This year’s Summer Fest West, held Aug. 26 at Marshall High School Campus Park, 3300 W. Jackson Blvd., had more seating for seniors, more musical acts and more backpacks to give away than ever even though conflict in Springfield has the state of public school funding in limbo.
The event — hosted by Ald. Jason Ervin (28th) and his wife, state Rep. Melissa Conyears-Ervin (10th) — kicked off with a parade that started near the intersection of Laramie Avenue and Washington Boulevard and continued east on Washington Blvd. before ending at the park. Marchers included representatives from Fathers Who Care, UIC College Prep and the Noble Network of Charter Schools, among other entities.
“The purpose of the event is to encourage our youth and entice our youth to go back to school,” said Conyers-Ervin.
Lavonda Scott, a long-time 28th Ward resident, has been volunteering for the festival’s backpack giveaway for the past six years. She said that this year, festival organizers were giving away 1,500 backpacks to K-12 students from all over the city.
“As long as they’re here and children are present, we’ll be able to give them [backpacks] whether they’re from the 28th Ward or not,” Scott said.
But despite the festivities, the state of public school funding was still in the minds of some of the festival participants and organizers.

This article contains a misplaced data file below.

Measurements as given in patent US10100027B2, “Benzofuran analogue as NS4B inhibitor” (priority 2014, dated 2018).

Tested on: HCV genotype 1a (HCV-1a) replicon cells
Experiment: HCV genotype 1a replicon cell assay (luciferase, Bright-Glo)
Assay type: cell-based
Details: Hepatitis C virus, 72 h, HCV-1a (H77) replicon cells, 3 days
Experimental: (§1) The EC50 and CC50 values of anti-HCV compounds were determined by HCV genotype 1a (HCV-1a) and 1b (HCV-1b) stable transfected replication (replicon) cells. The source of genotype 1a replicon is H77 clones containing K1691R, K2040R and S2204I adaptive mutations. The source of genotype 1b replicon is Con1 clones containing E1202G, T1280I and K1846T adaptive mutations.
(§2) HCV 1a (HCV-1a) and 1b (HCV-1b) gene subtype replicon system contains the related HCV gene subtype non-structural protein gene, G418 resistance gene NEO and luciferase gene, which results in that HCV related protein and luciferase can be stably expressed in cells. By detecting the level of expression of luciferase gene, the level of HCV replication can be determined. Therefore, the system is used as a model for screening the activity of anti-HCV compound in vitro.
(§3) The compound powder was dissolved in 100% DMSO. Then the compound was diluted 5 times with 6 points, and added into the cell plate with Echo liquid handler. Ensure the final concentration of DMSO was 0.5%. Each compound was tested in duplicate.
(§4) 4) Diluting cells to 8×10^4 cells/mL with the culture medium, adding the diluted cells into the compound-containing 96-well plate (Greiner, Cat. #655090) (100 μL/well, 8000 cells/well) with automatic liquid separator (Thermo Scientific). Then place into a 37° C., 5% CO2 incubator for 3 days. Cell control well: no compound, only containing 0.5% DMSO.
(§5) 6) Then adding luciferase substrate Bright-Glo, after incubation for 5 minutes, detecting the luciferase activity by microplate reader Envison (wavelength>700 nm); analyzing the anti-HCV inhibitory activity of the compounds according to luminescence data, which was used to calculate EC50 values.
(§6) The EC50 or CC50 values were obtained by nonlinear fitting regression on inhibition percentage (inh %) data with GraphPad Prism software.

William Jones, an instructor at Mashall High School, was on hand to recruit students. The school is a neighborhood high school, so anyone who lives within its attendance area is eligible to enroll. Jones said that key is to ensure that as many students that can enroll do.
“Kids move, and we don’t have their addresses or phone numbers,” he said.
Jones touted the school’s culinary arts and horticulture programs, which have been in place for the past few years, as well Junior ROTC program.
When asked about how the most recent CPS budget affected Marshall, he said that it hurt them – though he hoped it wouldn’t stay that way. The budget is based on a number of students expected to enroll, and it gets adjusted a few weeks after the school starts based on how many students actually do enroll and stay enrolled.
“Just like every other school, we had to cut people,” Jones said. “We won’t know [the effects] until the school starts. Hopefully, we’ll have enough students to bring people back.”
At the same time, a larger uncertainty remains. As of the print deadline, the Illinois House of Representatives hasn’t taken any action on Gov. Bruce Rauner’s amendatory veto, which cut how much state funding CPS would get. The House can either override it, approve it or do nothing, which would automatically veto the entire bill, leaving all Illinois public schools without any state funding whatsoever.
On Aug. 24, the Associated Press reported that House Republicans and Democrats reached a compromise that could allow the override to move forward. They are expected to hash out the details on Aug. 27, and the House is expected to hold an override vote on Aug. 28.
Conyears-Ervin told this newspaper that she wasn’t sure what the compromise entailed, but she was hoping that the override will go through.
“I am eager to finally override the Governor’s veto and provide [funding] for the Chicago public schools,” she said.